Peter and Rebekah Laue - 965 Cloud Cap Avenue - Pagosa Springs, CO 81147 USA

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Life Letters

Barking Up the Wrong Tree
August 1, 2014

If you have never barked up the wrong tree, you are an exception. Let me share with you this embarrassing and revealing story about myself.

I have always been reluctant to ask for help, whether it be in the area of solving a difficult math problem or fixing a toilet. This has been my nature since early youth - to fix whatever I could. I am now 81.

I was able to fix things more often than not. And that in itself reinforced doing things myself before dialing "911". I have even gone so far as to successfully adjust my partials using sandpaper. The rewards were especially satisfying when I worked at something for a long time and finally got the right answer or was able to fix something. And whenever I was able to save a bunch of money for my self or my boss, my satisfaction was high up there on the Richter scale. In this particular case it was our toilet that had not flushed properly in years.

I have always learned something new, even when I miserably failed, and that in itself was rewarding. There were numerous times that I had to crawl under the house and open the sewer line and insert a garden hose with an attachment that looked like a rubber bulb. Most of the time that worked in my favor; but I won't ever forget the time when my vigorous and impulsive nature wrecked havoc. The sewer line separated and I had to learn how to glue it back together. Since there was only an average of 18" to 24" of crawl space under the house, this was not a lot of fun.

For years I assumed that whenever the toilet - any toilet - did not flush properly, the problem must be in the sewer line. I always had a plunger nearby and sooner or later cleared the toilet of unwanted stuff. As the years went by, I became more aggressive with the plunger and also made additional trips down into the crawl space. But the problem persisted and as time went by, it got worse. Calling a plumber or rotor rooter man did not seem to be an option, especially since our large mortgage payments swallowed up the bulk of our funds. However, as time went on, my wife became very nervous when using our downstairs toilet. Something had to happen and fast. It seemed that our marriage might even be in jeopardy.

I tried to use my logical mind to solve the problem. At one point I did call a rotor rooter man who totally misdiagnosed the problem. He suggested we dig up the sewer line and modify the angle of the line. I am glad we did not let him do it, because that did not turn out to be the problem. I learned that "professionals" are not infallible. I also reasoned that maybe the problem started after a house next door was built and the neighbors tied into our sewer line. But that did not turn out to be the problem either.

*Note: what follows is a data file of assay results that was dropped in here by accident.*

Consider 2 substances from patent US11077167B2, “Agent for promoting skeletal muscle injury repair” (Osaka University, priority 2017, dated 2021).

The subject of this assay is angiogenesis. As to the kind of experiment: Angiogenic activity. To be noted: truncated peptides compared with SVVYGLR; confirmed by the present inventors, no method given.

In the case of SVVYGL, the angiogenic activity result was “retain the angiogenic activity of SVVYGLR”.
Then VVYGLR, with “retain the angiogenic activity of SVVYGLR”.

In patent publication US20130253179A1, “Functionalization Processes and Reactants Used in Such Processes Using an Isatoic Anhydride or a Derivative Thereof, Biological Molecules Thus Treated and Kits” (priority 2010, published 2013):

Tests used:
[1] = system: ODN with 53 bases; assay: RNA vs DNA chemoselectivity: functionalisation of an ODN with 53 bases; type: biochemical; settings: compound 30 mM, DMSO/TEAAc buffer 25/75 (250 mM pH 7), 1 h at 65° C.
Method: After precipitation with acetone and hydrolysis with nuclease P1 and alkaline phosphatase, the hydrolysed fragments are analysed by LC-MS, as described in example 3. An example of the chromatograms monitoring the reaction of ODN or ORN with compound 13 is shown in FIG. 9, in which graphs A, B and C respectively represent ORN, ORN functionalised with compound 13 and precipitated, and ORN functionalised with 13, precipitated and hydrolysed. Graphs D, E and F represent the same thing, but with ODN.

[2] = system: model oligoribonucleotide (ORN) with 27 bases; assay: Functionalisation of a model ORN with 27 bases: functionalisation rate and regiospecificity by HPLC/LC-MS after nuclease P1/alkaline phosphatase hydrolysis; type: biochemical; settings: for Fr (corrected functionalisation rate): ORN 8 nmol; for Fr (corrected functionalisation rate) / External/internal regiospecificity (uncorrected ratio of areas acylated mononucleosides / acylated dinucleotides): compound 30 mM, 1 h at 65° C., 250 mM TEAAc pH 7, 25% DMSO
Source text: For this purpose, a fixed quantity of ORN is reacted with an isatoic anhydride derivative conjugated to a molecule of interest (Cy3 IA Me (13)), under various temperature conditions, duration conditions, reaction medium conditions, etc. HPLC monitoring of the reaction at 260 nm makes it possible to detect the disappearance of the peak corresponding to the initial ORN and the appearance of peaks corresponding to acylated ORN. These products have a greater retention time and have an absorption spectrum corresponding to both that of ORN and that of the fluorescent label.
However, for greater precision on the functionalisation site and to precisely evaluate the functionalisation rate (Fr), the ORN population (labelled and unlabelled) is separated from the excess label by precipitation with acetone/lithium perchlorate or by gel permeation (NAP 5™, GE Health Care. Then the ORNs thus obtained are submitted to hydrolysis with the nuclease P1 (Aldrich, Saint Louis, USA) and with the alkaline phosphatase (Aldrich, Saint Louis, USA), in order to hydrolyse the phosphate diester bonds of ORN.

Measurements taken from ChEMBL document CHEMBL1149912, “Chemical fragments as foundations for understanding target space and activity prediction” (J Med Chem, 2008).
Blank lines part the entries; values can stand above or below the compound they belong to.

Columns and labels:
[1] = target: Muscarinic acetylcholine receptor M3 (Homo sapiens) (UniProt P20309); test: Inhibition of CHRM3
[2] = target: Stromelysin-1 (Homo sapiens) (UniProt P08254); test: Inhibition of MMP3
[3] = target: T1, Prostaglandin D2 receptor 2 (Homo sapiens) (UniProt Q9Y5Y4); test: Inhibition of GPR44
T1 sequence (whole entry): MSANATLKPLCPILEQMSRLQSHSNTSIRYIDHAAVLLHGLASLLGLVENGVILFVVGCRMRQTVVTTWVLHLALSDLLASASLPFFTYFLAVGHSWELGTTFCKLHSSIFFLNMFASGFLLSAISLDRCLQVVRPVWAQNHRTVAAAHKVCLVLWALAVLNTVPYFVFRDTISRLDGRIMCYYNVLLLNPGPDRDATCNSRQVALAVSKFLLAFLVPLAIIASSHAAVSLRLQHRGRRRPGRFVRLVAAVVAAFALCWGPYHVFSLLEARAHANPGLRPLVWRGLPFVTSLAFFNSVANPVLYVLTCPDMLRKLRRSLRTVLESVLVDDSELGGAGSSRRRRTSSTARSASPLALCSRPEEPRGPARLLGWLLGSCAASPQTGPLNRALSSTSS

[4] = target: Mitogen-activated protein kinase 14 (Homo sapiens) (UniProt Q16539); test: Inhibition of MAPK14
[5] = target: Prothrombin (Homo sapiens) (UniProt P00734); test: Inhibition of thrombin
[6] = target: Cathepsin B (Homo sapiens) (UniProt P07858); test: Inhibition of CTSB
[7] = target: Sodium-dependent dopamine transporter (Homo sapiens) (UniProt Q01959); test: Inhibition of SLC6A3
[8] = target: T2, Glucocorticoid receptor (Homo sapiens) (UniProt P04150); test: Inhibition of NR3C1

I just could not see myself throwing in the towel and went for broke one day. On what I might call "D-Day", I got a garden hose, stuck it into the toilet as far as possible and turned the water on full blast. I thought to myself, "What do I have to lose except a flooded bathroom," and flushed the toilet at the same time. All the water went down the toilet nicely. There was that whirlpool action in the toilet bowl that I had not seen for years.

And all of a sudden the light went on. I thought to myself, "Maybe the little spout, where the water comes out and into the toilet bowl, is plugged up?" I tried to put my little finger into it and low and behold, it was plugged up. The water from the tank could only trickle into the toilet bowl so that the whirlpool action had not been triggered for years. I got a screw driver and cleared out the mineral deposits and low and behold, the toilet has been flushing properly ever since. The repair job only took ten minutes. I checked the other two toilets in the house. The mineral deposit were minor since those toilets were not used as frequently as our downstairs toilet.

I mentioned my "eureka" -" I found it solution" - to a plumber friend. He was amazed. He had never thought of or considered that mineral deposit could plug up the orifice, especially not in our area. He said, "Peter, I did not think there were any mineral deposits in our Lake Pagosa water system." What a joy it was to have something new and novel to share with our plumber friend Dennis and now, with our reading audience.

Here is the moral of this story. Keep on barking and don't forget to pray; sooner or later you will bark up the right tree if you don't quit. And don't be too quick to dial "911." That's the most expensive way to go. And if by chance this writer has saved you some money, let him know.

God bless you,
Peter D. Laue
Pagosa Springs, Colorado


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All writings by Peter, the Lord's Scribe and Storyteller and all paintings by Rebekah, the Lord's artist are copyright free.